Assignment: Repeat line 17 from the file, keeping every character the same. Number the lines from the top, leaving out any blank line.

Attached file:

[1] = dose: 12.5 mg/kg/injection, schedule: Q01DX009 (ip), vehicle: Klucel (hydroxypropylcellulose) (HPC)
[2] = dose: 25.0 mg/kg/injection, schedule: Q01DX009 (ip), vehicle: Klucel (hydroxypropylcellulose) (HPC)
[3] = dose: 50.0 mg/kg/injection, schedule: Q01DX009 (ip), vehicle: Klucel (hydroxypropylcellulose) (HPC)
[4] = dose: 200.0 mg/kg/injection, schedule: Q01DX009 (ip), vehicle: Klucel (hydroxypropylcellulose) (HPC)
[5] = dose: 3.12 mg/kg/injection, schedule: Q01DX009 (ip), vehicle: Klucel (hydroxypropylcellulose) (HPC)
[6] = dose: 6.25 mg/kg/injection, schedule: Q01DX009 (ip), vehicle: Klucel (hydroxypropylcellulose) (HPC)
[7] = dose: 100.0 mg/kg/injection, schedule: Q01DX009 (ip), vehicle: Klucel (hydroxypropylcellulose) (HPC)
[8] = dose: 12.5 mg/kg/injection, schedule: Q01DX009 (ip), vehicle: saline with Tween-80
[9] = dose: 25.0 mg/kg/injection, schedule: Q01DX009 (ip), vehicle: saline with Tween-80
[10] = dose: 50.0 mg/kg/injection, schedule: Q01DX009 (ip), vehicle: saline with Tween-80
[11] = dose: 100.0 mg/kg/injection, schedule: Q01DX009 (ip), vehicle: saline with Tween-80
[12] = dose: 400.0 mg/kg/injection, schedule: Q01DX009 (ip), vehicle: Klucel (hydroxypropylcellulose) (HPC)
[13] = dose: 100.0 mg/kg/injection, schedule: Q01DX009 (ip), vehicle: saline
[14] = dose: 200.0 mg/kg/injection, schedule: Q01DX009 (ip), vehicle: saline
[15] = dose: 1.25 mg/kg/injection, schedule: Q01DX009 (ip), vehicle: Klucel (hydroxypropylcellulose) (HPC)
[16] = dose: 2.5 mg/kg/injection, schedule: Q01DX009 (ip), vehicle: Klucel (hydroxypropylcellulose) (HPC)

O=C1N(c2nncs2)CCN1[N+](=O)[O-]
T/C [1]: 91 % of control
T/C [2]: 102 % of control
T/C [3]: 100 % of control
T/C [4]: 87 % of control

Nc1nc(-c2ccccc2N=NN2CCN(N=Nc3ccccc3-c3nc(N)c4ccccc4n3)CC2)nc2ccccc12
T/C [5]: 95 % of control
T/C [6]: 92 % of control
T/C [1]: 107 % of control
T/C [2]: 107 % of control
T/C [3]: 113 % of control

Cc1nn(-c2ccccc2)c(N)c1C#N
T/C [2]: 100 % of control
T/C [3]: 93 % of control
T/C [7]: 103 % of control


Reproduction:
O=C1N(c2nncs2)CCN1[N+](=O)[O-]